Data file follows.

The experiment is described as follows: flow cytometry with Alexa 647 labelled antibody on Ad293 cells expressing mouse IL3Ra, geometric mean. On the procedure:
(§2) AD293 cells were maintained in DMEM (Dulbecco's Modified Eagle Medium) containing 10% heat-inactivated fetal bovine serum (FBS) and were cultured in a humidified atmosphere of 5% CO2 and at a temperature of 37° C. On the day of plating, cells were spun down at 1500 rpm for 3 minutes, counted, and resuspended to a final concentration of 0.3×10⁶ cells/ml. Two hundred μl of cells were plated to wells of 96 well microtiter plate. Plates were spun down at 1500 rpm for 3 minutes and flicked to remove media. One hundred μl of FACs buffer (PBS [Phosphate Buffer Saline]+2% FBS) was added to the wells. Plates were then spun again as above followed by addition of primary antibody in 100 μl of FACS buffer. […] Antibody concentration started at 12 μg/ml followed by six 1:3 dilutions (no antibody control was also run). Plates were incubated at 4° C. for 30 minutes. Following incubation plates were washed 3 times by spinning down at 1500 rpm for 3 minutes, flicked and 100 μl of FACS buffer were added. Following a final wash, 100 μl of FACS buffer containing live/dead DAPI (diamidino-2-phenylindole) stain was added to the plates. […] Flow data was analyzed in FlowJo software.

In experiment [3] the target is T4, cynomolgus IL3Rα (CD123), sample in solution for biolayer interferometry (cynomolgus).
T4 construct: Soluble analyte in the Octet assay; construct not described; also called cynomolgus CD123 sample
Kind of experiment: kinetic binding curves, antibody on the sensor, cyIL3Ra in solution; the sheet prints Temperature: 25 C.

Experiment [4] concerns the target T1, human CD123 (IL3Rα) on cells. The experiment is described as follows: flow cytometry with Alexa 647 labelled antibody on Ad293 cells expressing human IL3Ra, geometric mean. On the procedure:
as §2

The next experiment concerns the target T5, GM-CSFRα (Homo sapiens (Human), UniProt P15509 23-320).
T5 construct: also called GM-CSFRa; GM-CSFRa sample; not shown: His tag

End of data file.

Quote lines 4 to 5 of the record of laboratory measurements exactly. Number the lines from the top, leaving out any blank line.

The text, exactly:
T4 construct: Soluble analyte in the Octet assay; construct not described; also called cynomolgus CD123 sample
Kind of experiment: kinetic binding curves, antibody on the sensor, cyIL3Ra in solution; the sheet prints Temperature: 25 C.